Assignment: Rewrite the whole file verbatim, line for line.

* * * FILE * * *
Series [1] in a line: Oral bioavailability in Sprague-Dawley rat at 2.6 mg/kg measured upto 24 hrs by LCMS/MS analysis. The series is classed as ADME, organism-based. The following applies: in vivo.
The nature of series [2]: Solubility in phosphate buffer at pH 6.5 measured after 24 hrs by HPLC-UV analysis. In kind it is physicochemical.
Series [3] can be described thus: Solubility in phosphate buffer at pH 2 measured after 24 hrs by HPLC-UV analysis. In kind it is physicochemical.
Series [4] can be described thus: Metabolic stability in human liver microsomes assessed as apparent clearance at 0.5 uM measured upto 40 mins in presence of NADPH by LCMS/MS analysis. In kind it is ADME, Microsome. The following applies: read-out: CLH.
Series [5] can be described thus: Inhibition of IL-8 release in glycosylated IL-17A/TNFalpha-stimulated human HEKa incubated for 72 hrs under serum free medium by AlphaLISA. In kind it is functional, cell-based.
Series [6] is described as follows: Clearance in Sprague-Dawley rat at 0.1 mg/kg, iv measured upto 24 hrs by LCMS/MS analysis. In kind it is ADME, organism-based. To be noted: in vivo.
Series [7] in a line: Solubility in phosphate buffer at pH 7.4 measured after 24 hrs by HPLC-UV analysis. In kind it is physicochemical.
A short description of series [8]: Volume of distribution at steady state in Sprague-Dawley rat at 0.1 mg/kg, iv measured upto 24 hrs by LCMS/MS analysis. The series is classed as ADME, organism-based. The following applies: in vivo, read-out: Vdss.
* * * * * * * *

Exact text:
Series [1] in a line: Oral bioavailability in Sprague-Dawley rat at 2.6 mg/kg measured upto 24 hrs by LCMS/MS analysis. The series is classed as ADME, organism-based. The following applies: in vivo.
The nature of series [2]: Solubility in phosphate buffer at pH 6.5 measured after 24 hrs by HPLC-UV analysis. In kind it is physicochemical.
Series [3] can be described thus: Solubility in phosphate buffer at pH 2 measured after 24 hrs by HPLC-UV analysis. In kind it is physicochemical.
Series [4] can be described thus: Metabolic stability in human liver microsomes assessed as apparent clearance at 0.5 uM measured upto 40 mins in presence of NADPH by LCMS/MS analysis. In kind it is ADME, Microsome. The following applies: read-out: CLH.
Series [5] can be described thus: Inhibition of IL-8 release in glycosylated IL-17A/TNFalpha-stimulated human HEKa incubated for 72 hrs under serum free medium by AlphaLISA. In kind it is functional, cell-based.
Series [6] is described as follows: Clearance in Sprague-Dawley rat at 0.1 mg/kg, iv measured upto 24 hrs by LCMS/MS analysis. In kind it is ADME, organism-based. To be noted: in vivo.
Series [7] in a line: Solubility in phosphate buffer at pH 7.4 measured after 24 hrs by HPLC-UV analysis. In kind it is physicochemical.
A short description of series [8]: Volume of distribution at steady state in Sprague-Dawley rat at 0.1 mg/kg, iv measured upto 24 hrs by LCMS/MS analysis. The series is classed as ADME, organism-based. The following applies: in vivo, read-out: Vdss.